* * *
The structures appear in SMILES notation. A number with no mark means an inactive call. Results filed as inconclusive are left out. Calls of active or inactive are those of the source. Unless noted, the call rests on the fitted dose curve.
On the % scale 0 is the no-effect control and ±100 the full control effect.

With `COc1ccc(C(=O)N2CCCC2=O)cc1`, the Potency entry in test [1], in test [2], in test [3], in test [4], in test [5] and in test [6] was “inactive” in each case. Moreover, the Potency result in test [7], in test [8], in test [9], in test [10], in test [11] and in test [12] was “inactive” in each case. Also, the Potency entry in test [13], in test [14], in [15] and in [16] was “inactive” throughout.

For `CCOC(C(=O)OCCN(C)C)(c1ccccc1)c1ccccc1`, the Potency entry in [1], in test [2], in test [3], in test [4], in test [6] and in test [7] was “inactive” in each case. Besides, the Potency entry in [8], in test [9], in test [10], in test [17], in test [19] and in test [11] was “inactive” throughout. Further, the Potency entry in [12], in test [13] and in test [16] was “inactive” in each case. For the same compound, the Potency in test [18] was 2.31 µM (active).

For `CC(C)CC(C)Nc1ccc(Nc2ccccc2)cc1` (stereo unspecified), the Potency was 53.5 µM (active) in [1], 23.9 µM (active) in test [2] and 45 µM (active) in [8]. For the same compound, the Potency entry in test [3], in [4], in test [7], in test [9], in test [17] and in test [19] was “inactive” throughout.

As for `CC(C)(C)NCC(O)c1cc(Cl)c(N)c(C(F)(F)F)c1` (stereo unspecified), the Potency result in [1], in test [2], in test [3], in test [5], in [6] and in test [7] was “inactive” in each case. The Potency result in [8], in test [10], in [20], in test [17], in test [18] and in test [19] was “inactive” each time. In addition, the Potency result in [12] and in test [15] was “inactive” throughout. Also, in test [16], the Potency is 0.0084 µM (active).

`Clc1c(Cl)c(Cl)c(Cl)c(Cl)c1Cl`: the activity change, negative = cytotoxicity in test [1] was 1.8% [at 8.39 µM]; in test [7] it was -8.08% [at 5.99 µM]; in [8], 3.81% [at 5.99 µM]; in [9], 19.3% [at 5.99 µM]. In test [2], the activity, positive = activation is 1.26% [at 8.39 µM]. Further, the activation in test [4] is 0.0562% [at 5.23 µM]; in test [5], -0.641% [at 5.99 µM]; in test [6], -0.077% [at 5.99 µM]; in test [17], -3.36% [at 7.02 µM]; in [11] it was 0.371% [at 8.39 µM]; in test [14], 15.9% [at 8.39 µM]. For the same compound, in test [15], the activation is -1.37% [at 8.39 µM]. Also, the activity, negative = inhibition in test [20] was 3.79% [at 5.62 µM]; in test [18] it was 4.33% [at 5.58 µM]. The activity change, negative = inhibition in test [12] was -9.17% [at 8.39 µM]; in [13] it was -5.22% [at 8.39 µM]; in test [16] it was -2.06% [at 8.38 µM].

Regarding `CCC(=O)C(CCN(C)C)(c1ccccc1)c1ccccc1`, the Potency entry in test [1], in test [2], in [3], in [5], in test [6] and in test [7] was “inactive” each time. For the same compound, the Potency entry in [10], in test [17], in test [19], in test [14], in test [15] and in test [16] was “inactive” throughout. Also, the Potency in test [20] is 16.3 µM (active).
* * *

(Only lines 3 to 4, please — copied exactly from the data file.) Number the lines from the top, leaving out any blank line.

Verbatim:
With `COc1ccc(C(=O)N2CCCC2=O)cc1`, the Potency entry in test [1], in test [2], in test [3], in test [4], in test [5] and in test [6] was “inactive” in each case. Moreover, the Potency result in test [7], in test [8], in test [9], in test [10], in test [11] and in test [12] was “inactive” in each case. Also, the Potency entry in test [13], in test [14], in [15] and in [16] was “inactive” throughout.

For `CCOC(C(=O)OCCN(C)C)(c1ccccc1)c1ccccc1`, the Potency entry in [1], in test [2], in test [3], in test [4], in test [6] and in test [7] was “inactive” in each case. Besides, the Potency entry in [8], in test [9], in test [10], in test [17], in test [19] and in test [11] was “inactive” throughout. Further, the Potency entry in [12], in test [13] and in test [16] was “inactive” in each case. For the same compound, the Potency in test [18] was 2.31 µM (active).